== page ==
A cochlear implant is a small device that provides direct electrical stimulation to the auditory (hearing) nerve in the inner ear. It was developed to help children and adults with a severe to profound hearing loss who cannot be helped with hearing aids may be helped with cochlear implants. This type of hearing loss is called ‘sensorineural,’ which means there is damage to the tiny hair cells in the part of the inner ear called the cochlea. Because of this damage, sound cannot reach the auditory nerve. With a cochlear implant, the damaged hair cells are bypassed, and the auditory nerve is stimulated directly. The cochlear implant does not result in “restored” or “cured” hearing. It does, however, allow for the perception of the sensation of sound. The benefits from a cochlear implant depend on many factors, such as: · The age of the patient when he or she receives the implant · Whether the hearing loss was present before or after the patient developed language skills · The motivation of the patient and his or her family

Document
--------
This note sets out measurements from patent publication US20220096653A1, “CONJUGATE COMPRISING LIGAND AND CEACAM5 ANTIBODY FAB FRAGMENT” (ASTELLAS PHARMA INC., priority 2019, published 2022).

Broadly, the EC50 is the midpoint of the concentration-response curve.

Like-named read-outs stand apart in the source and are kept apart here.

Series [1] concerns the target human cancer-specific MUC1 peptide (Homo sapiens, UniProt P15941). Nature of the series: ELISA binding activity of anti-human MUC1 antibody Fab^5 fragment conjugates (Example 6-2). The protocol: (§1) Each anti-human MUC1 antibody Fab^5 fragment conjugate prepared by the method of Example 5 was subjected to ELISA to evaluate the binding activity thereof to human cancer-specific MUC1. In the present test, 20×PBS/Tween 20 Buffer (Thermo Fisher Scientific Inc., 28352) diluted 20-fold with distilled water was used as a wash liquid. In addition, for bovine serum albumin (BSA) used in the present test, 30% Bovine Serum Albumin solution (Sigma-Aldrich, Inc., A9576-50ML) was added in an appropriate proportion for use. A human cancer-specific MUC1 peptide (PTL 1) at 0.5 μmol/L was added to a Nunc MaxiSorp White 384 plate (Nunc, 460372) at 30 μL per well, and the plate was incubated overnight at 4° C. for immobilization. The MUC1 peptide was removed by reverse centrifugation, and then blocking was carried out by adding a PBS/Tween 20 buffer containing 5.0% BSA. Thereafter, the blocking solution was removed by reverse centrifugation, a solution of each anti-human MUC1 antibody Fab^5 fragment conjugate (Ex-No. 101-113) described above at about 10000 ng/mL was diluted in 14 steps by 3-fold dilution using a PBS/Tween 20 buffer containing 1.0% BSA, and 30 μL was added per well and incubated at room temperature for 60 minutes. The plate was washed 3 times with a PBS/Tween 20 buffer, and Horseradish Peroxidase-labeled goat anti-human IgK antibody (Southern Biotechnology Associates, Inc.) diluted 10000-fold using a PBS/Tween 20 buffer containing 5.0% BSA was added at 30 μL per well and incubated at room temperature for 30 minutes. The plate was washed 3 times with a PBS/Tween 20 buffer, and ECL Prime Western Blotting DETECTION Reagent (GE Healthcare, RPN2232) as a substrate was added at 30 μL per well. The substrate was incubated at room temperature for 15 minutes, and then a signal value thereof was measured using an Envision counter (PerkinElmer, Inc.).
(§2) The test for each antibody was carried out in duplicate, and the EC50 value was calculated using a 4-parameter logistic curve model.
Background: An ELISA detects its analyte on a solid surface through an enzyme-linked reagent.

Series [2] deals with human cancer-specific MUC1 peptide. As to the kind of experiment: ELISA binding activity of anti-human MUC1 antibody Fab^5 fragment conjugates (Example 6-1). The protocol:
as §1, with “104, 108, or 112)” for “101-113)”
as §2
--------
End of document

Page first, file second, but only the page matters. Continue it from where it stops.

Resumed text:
Cochlear implants have external (outside) parts and internal (surgically implanted) parts that work together to allow the user to perceive sound. The external parts include a microphone, a speech processor, and a transmitter. The microphone looks like a behind-the-ear hearing aid. It picks up sounds—just like a hearing aid microphone does—and sends them to the speech processor. The speech processor may be housed with the microphone behind the ear, or it may be a small box-like unit typically worn in a chest pocket. The speech processor is a computer that analyzes and digitizes the sound signals and sends them to a transmitter worn on the head just behind the ear. The transmitter sends the coded signals to an implanted receiver just under the skin. The internal (implanted) parts include a receiver and electrodes. The receiver is just under the skin behind the ear. The receiver takes the coded electrical signals from the...
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